It’s not a gore party but we still get lots of blood, deer carcasses, stripped meat, a gun shot wound and more.
Patricia Clarkson (Kim) was solid as always, hitting all the right notes. Jake Weber (George) also pulled his own with a credible performance. Eric Per Sullivan (Miles) was awesome as the silent child. Relying on stares and physical acting, he communicated so much. John Speredakos (Otis) was very frightening as the loon with the moustache. He played it real and that made him one menacing mofo. Christopher Wynncoop (Sheriff) didn’t do much, but that one scene with Speredakos blew my cock off. The man shined! Now that’s acting!
T & A
Patricia Clarkson strips down to a bra, Jake Weber goes the buff chest way and they both have a steamy nude sex scene together that doesn’t reveal all. Tease…
Fessenden knows when to pad it up and when to tone it down, always serving the story through his visuals. He does wonders with slow motion and the plays with frame speed. He also goes haywire on the extreme close ups of images (pictures, drawings, playing cards) and the lighting is exquisite in all of its orange, blue, and red glares (props to the cinematographer!). The man also managed to sustain a depressing atmosphere throughout. Good job!
We get a score that goes from soothing to creepy. We also get some Celtic, tribal-like tunes and a downbeat rock song.
IMAGE: The widescreen image lacked definition and I also spotted lots of grain in the first half hour.
SOUND: The English 5.1 Dolby Digital sound is clear and the many sounds found in this picture benefited from it big time. We also get an English 2.1 Dolby Surround option.
Director Commentary (full length): Larry Fessenden comes in and talks about the many meanings behind his images, addresses specific shots, the influences behind some scenes, the events in his childhood that inspired the film, the nods to other horror films (the name Otis was taken from the film "Henry") and more. The commentary does have some dead time and Larry has his own unique pace, but if you have the patience, some of what he talks about is fairly interesting.
Searching for The Wendigo (~ 32 minutes): This feature takes us through the building of the creature as well as lots of on-set footage shot with a handy cam, during which we get to meet the crew. We also get to see storyboards and the eventual shooting of sequences. This is as close as we’ll get to being on the set of this film. I enjoyed this feature. Got to love film sets and the positive energy which they sometimes display.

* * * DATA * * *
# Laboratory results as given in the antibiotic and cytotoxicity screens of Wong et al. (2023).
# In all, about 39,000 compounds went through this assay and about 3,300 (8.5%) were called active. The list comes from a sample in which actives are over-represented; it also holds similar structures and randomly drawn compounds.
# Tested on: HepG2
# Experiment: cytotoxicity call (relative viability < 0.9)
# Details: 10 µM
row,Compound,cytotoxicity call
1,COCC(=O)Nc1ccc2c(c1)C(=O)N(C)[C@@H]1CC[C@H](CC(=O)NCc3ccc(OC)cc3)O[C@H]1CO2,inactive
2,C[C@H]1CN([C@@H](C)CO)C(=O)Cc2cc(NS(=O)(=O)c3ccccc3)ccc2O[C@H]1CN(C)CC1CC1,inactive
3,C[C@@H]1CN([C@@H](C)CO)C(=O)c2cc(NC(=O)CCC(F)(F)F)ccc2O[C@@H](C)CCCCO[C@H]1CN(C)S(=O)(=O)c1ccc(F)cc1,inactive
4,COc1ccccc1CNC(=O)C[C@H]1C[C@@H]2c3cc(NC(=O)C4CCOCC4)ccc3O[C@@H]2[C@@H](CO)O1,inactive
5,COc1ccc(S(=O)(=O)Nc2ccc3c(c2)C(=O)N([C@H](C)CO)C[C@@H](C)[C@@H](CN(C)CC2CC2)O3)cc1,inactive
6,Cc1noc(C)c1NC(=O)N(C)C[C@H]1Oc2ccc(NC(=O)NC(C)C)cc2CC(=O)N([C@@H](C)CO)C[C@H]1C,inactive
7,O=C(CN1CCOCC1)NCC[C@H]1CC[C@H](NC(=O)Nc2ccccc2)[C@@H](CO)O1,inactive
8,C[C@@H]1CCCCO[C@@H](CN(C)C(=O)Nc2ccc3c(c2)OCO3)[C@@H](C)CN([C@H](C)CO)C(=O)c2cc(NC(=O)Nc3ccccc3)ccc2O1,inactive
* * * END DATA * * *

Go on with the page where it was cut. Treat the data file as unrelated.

Interview with Director Larry Fergussen (~ 9 minutes): Here, Fergussen talks about the roots of the script and the many processes he goes through when making a film. He also gives us some insight as to how he ticks as a director and explains his goals as a storyteller. If Larry warms up to you as a person, you’ll like this interview. If not, you’ll switch off quickly. As for me…well, that’s my business now isn’t it?
We also get the film’s Trailer, an Art Gallery (poster art, storyboards) and a Director and Cast feature.
If you enjoyed the film, this DVD and its extras do it justice. Sure, the image could’ve been better but hey, that’s life.
"Wendigo" had all the aces in hand during most of this horror game, but when the last call came in, it folded. I was enamored by the depressive feel, the trippy look, the solid actors, the intelligence in the dialogue and the creative, old fashioned special effects though. There’s also such a sense of impending doom floating about this flick and I for one, love that vibe. In a world where everybody seems to be gladly bending over for anal probes of the likes of "Halloween 8", it’s refreshing to see that they still make more mature and challenging horror movies. If you’re in the mood for a character-driven piece that bypasses most of the typical genre conventions to make way for a more surreal, dramatic and unorthodox approach, this one is for you. If not….then…I don’t know…hookers and Cheetos perhaps?
Larry Fessenden also wrote the film and initially considered playing the father, since he is also an actor, having appeared in "Session 9" and "Bringing out the Dead".